10 Top-Rated Day Trips from Mexico City
Difficult though it may be to pull yourself away from the historical sites of Mexico City, the area around this bustling capital contains many wonderful attractions. While most of the best destinations can be visited in a day, others are far enough away to warrant spending at least one or two nights. Most of these destinations are accessible via public transport or car. Guided tours of particular attractions of interest can also be arranged in Mexico City, either individually or as part of a package, so you can enjoy some of the most beautiful countryside in Mexico, along with charming colonial towns, Aztec ruins, cave systems, and some of North America's oldest historical sites.
The largest Pre-Columbian site so far excavated in Mesoamerica, Teotihuacán (Náhuatl, or "the place where man becomes God") lies 50 kilometers north of Mexico City and makes for an excellent day trip. On the edge of the high-lying valley of Anáhuac and dating from around AD 600, this once influential political, religious, and cultural center - now a UNESCO World Heritage Site - was reduced to ruins long before the arrival of the Spanish. There's much to see, from the museum with its displays and large model of the site to the four-kilometer long Street of the Dead (Calle de los Muertos). Other highlights include the Moon Pyramid, the Citadel (Ciudadela), and the Temple of Quetzalcóatl, a large pyramid distinguished by its 366 sculptures, a rarity in a city in which very few stone sculptures have been found. Also of interest is a rather chilling burial chamber with the skeletons of 18 priests murdered during a ritual sacrifice around AD 150.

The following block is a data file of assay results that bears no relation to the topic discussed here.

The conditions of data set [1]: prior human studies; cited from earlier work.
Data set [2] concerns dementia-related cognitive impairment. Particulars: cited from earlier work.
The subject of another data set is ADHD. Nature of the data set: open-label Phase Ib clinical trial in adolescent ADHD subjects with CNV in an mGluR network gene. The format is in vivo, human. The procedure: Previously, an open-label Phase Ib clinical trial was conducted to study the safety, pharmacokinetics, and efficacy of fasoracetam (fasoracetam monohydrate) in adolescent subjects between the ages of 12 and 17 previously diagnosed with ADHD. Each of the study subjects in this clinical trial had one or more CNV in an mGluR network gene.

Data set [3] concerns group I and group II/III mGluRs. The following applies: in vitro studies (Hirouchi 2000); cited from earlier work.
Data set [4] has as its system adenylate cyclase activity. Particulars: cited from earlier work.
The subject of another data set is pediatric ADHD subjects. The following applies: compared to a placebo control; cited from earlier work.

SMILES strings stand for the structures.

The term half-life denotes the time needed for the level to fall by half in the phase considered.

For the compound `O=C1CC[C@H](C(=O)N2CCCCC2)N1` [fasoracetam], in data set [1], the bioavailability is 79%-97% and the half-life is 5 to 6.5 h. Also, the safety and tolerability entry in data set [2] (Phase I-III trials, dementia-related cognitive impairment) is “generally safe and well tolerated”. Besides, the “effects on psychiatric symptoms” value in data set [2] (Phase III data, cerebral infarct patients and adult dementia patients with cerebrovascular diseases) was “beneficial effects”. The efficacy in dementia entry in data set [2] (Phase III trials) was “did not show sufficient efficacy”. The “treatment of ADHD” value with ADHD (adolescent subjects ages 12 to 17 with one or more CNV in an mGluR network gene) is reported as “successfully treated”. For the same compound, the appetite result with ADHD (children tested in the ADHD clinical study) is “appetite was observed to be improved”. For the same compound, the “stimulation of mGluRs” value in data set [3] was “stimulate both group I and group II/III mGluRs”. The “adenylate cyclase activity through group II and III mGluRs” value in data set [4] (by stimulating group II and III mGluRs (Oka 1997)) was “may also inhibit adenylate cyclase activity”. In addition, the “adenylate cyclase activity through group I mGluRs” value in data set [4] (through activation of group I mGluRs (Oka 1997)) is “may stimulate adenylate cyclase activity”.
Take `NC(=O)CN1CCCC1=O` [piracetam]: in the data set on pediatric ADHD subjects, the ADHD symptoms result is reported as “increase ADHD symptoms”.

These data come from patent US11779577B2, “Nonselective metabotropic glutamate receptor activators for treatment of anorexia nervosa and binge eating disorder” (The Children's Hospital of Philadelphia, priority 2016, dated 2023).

2 The Aztec Pyramid of Tenayuca
Just 12 kilometers north of Mexico City stands one of the country's most impressive pyramids, Tenayuca. Dedicated to the sun cult, the core of this 13th-century building measures 31 by 12 meters across and eight meters high, while successive "casings" (the structure was re-clad every 52 years) saw the final structure measuring 66 by 62 meters across and 19 meters high. The pyramid bears many similarities to Mexico City's Templo Mayor and was probably used for stargazing as it was aligned with heavenly bodies, a fact indicated by the existence of posts in the pyramid walls at the exact spot where the sun goes down on the vernal and autumnal equinoxes. Highlights include the Serpent Wall (Coatepantli), which covers three sides of the building and comprises 138 serpent sculptures, and a vault decorated with skulls and skeletons symbolizing the setting of the sun. Also worth a visit, and just three kilometers away, stands the 10-meter-high temple pyramid of Santa Cecilia Acatitlán.
3 Tula and the Tollán Ruins